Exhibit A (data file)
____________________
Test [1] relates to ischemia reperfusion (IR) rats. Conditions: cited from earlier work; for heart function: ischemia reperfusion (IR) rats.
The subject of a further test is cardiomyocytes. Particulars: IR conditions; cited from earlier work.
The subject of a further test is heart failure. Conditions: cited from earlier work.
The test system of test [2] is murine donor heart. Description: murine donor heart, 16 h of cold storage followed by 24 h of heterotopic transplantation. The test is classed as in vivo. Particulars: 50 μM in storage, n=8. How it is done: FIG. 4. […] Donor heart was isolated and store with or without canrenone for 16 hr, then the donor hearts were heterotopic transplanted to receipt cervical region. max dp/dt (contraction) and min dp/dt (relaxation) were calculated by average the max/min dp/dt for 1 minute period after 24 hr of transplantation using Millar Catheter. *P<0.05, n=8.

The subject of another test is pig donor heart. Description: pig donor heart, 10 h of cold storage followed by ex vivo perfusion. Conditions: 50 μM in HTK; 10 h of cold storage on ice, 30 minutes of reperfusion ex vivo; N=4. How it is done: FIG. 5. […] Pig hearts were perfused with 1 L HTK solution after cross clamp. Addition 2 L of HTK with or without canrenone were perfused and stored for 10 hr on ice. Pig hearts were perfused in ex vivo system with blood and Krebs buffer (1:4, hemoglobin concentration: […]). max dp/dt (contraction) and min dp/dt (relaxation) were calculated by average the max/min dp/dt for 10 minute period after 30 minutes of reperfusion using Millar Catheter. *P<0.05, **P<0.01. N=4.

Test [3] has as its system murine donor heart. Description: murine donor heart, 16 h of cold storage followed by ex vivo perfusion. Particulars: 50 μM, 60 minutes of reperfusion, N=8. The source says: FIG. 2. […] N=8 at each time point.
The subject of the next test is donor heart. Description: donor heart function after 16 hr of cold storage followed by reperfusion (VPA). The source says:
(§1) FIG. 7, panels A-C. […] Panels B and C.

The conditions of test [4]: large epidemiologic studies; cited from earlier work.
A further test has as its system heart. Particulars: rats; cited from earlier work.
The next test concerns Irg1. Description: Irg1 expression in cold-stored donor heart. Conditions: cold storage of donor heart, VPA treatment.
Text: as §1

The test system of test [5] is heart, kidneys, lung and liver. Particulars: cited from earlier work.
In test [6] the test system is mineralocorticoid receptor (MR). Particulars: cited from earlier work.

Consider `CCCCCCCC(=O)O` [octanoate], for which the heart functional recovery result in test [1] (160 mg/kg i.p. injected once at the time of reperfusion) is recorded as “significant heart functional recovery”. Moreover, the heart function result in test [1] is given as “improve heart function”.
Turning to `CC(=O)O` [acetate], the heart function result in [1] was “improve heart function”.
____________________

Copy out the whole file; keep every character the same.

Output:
Test [1] relates to ischemia reperfusion (IR) rats. Conditions: cited from earlier work; for heart function: ischemia reperfusion (IR) rats.
The subject of a further test is cardiomyocytes. Particulars: IR conditions; cited from earlier work.
The subject of a further test is heart failure. Conditions: cited from earlier work.
The test system of test [2] is murine donor heart. Description: murine donor heart, 16 h of cold storage followed by 24 h of heterotopic transplantation. The test is classed as in vivo. Particulars: 50 μM in storage, n=8. How it is done: FIG. 4. […] Donor heart was isolated and store with or without canrenone for 16 hr, then the donor hearts were heterotopic transplanted to receipt cervical region. max dp/dt (contraction) and min dp/dt (relaxation) were calculated by average the max/min dp/dt for 1 minute period after 24 hr of transplantation using Millar Catheter. *P<0.05, n=8.

The subject of another test is pig donor heart. Description: pig donor heart, 10 h of cold storage followed by ex vivo perfusion. Conditions: 50 μM in HTK; 10 h of cold storage on ice, 30 minutes of reperfusion ex vivo; N=4. How it is done: FIG. 5. […] Pig hearts were perfused with 1 L HTK solution after cross clamp. Addition 2 L of HTK with or without canrenone were perfused and stored for 10 hr on ice. Pig hearts were perfused in ex vivo system with blood and Krebs buffer (1:4, hemoglobin concentration: […]). max dp/dt (contraction) and min dp/dt (relaxation) were calculated by average the max/min dp/dt for 10 minute period after 30 minutes of reperfusion using Millar Catheter. *P<0.05, **P<0.01. N=4.

Test [3] has as its system murine donor heart. Description: murine donor heart, 16 h of cold storage followed by ex vivo perfusion. Particulars: 50 μM, 60 minutes of reperfusion, N=8. The source says: FIG. 2. […] N=8 at each time point.
The subject of the next test is donor heart. Description: donor heart function after 16 hr of cold storage followed by reperfusion (VPA). The source says:
(§1) FIG. 7, panels A-C. […] Panels B and C.

The conditions of test [4]: large epidemiologic studies; cited from earlier work.
A further test has as its system heart. Particulars: rats; cited from earlier work.
The next test concerns Irg1. Description: Irg1 expression in cold-stored donor heart. Conditions: cold storage of donor heart, VPA treatment.
Text: as §1

The test system of test [5] is heart, kidneys, lung and liver. Particulars: cited from earlier work.
In test [6] the test system is mineralocorticoid receptor (MR). Particulars: cited from earlier work.

Consider `CCCCCCCC(=O)O` [octanoate], for which the heart functional recovery result in test [1] (160 mg/kg i.p. injected once at the time of reperfusion) is recorded as “significant heart functional recovery”. Moreover, the heart function result in test [1] is given as “improve heart function”.
Turning to `CC(=O)O` [acetate], the heart function result in [1] was “improve heart function”.